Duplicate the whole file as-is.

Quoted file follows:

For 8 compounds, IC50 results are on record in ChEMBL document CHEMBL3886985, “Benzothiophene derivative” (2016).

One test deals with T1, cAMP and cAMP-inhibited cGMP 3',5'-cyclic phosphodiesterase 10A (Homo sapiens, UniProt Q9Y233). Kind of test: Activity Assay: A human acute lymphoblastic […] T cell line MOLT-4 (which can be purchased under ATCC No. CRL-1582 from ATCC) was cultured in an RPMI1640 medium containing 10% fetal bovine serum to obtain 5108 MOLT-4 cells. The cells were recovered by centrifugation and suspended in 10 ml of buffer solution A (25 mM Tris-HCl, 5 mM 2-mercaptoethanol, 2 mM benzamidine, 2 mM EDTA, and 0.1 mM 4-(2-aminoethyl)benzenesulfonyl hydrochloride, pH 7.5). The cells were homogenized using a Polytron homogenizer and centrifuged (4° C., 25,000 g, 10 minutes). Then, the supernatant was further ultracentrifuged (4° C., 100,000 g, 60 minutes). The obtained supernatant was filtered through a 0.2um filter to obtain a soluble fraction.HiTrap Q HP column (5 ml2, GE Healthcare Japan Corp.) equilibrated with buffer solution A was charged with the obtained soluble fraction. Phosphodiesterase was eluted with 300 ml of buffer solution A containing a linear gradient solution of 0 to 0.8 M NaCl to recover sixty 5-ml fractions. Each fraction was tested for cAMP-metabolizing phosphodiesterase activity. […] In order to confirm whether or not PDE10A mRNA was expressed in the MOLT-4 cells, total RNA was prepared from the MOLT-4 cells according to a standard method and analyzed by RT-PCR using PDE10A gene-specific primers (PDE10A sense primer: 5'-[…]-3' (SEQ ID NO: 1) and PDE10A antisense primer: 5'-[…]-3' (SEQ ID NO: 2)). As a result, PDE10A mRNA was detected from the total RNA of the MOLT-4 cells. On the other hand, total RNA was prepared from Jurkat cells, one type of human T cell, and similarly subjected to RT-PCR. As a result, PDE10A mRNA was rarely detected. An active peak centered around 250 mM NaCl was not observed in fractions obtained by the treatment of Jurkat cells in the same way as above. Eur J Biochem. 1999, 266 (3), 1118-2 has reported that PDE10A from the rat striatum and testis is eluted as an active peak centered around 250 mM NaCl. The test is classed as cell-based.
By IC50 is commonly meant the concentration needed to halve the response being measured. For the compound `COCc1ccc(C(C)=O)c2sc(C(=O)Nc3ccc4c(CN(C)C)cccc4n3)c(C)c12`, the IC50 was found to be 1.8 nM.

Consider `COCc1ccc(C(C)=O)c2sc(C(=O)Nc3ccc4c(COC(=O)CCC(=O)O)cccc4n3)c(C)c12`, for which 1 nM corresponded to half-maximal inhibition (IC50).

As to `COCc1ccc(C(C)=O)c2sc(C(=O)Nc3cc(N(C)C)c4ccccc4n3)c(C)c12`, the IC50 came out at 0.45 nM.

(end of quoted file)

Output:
For 8 compounds, IC50 results are on record in ChEMBL document CHEMBL3886985, “Benzothiophene derivative” (2016).

One test deals with T1, cAMP and cAMP-inhibited cGMP 3',5'-cyclic phosphodiesterase 10A (Homo sapiens, UniProt Q9Y233). Kind of test: Activity Assay: A human acute lymphoblastic […] T cell line MOLT-4 (which can be purchased under ATCC No. CRL-1582 from ATCC) was cultured in an RPMI1640 medium containing 10% fetal bovine serum to obtain 5108 MOLT-4 cells. The cells were recovered by centrifugation and suspended in 10 ml of buffer solution A (25 mM Tris-HCl, 5 mM 2-mercaptoethanol, 2 mM benzamidine, 2 mM EDTA, and 0.1 mM 4-(2-aminoethyl)benzenesulfonyl hydrochloride, pH 7.5). The cells were homogenized using a Polytron homogenizer and centrifuged (4° C., 25,000 g, 10 minutes). Then, the supernatant was further ultracentrifuged (4° C., 100,000 g, 60 minutes). The obtained supernatant was filtered through a 0.2um filter to obtain a soluble fraction.HiTrap Q HP column (5 ml2, GE Healthcare Japan Corp.) equilibrated with buffer solution A was charged with the obtained soluble fraction. Phosphodiesterase was eluted with 300 ml of buffer solution A containing a linear gradient solution of 0 to 0.8 M NaCl to recover sixty 5-ml fractions. Each fraction was tested for cAMP-metabolizing phosphodiesterase activity. […] In order to confirm whether or not PDE10A mRNA was expressed in the MOLT-4 cells, total RNA was prepared from the MOLT-4 cells according to a standard method and analyzed by RT-PCR using PDE10A gene-specific primers (PDE10A sense primer: 5'-[…]-3' (SEQ ID NO: 1) and PDE10A antisense primer: 5'-[…]-3' (SEQ ID NO: 2)). As a result, PDE10A mRNA was detected from the total RNA of the MOLT-4 cells. On the other hand, total RNA was prepared from Jurkat cells, one type of human T cell, and similarly subjected to RT-PCR. As a result, PDE10A mRNA was rarely detected. An active peak centered around 250 mM NaCl was not observed in fractions obtained by the treatment of Jurkat cells in the same way as above. Eur J Biochem. 1999, 266 (3), 1118-2 has reported that PDE10A from the rat striatum and testis is eluted as an active peak centered around 250 mM NaCl. The test is classed as cell-based.
By IC50 is commonly meant the concentration needed to halve the response being measured. For the compound `COCc1ccc(C(C)=O)c2sc(C(=O)Nc3ccc4c(CN(C)C)cccc4n3)c(C)c12`, the IC50 was found to be 1.8 nM.

Consider `COCc1ccc(C(C)=O)c2sc(C(=O)Nc3ccc4c(COC(=O)CCC(=O)O)cccc4n3)c(C)c12`, for which 1 nM corresponded to half-maximal inhibition (IC50).

As to `COCc1ccc(C(C)=O)c2sc(C(=O)Nc3cc(N(C)C)c4ccccc4n3)c(C)c12`, the IC50 came out at 0.45 nM.